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Page history last edited by Brian Hill 12 years, 11 months ago

Rally at Dow Headquarters


This wiki is public. It would not be a good place to plan anything that you want to be a surprise. This page — with its teaser title — was created just to make that point.


We might as well put real links about the big chemical companies here so that this page is not a complete disappointment...


  • Recent news from the International Dow Accountability Network is that Dow Chemical and Dole Food were found liable for pesticide use that caused the sterility of some Nicaraguan plantation workers. It's probably small consolation if you are one of the workers who can't have children, but it is a milestone legally. The quote from Dow's lawyer is telling: "Dow Chemical is pleased that this jury concluded that six out of 12 plaintiffs were entitled to no recovery whatsoever." What a thing to be pleased about. By the way, can a corporation be "pleased?"
  • Another thought-provoking view of politics inside Dow Chemical is reported in the Wall Street Journal (subscription required, unfortunately (but consistently worth it)). The context is that all the big corporations are jockeying over who will make money and who will lose money as oil gets more expensive and the government makes some small steps on fuel economy and other conservation and climate protection measures. Dow is so diverse and the situation is so complex that some divisions profit while others lose money from these measures. In addition, some things that hurt Dow profit Dow's customers, and vice versa. The conflicting interests make it hard to achieve internal agreement on what policies to support.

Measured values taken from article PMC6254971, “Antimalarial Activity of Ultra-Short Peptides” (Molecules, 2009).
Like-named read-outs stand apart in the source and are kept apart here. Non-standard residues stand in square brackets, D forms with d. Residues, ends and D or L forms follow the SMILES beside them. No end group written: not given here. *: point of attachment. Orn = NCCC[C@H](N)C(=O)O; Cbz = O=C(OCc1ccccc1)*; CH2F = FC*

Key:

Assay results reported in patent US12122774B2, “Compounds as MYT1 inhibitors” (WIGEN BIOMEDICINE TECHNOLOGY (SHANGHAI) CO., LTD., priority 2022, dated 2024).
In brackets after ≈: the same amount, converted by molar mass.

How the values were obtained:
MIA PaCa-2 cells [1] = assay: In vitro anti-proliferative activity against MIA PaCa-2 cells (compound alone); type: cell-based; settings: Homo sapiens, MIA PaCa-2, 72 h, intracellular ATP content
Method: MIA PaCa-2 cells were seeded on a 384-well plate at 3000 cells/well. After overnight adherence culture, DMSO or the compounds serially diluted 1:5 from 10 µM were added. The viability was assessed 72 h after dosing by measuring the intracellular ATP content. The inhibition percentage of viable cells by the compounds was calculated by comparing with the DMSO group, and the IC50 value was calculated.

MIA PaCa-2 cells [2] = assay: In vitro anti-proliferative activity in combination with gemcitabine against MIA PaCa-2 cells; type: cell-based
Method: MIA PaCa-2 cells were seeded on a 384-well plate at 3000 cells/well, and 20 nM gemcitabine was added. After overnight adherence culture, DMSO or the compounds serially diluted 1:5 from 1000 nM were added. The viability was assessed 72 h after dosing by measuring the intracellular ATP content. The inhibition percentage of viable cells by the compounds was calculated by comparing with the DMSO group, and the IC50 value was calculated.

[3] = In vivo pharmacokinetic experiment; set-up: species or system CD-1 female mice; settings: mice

• Similar confusion is evident at Monsanto, which has made some abortive attempts at trying to be green. They seem to be positioning themselves to profit from the damage that climate change is doing to agriculture, per the position of Robert Shapiro. He also pledged not to commercialize terminator seeds. (As of 2003, Hugh Grant — not the actor — is the CEO of Monsanto.)
  • Meanwhile, at Syngenta, Mark Taylor is complaining about France's three-month suspension of commercial GM crops and threatening to take its bat and ball elsewhere: "Syngenta now does all its most advanced research in the U.S., and China will next," Taylor warns. See "http://www.google.com/search?hl=en&hs=EEK&q=site%3Aagrow.com+%22eu+policies+driving+away%22&btnG=Search'>EU policies driving away Syngenta, November 26, 2007" (subscription required, unfortunately (but occasionally worth it)). Like Monsanto's past CEO, Taylor argues that climate change increases the need to use GM crops.
  • More GM news — and more.

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